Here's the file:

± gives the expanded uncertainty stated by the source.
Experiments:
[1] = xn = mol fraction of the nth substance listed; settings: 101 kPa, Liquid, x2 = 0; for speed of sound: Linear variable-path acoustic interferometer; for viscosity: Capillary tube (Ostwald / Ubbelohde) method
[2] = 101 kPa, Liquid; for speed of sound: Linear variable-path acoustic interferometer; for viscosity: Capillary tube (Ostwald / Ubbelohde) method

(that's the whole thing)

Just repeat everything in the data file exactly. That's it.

± gives the expanded uncertainty stated by the source.
Experiments:
[1] = xn = mol fraction of the nth substance listed; settings: 101 kPa, Liquid, x2 = 0; for speed of sound: Linear variable-path acoustic interferometer; for viscosity: Capillary tube (Ostwald / Ubbelohde) method
[2] = 101 kPa, Liquid; for speed of sound: Linear variable-path acoustic interferometer; for viscosity: Capillary tube (Ostwald / Ubbelohde) method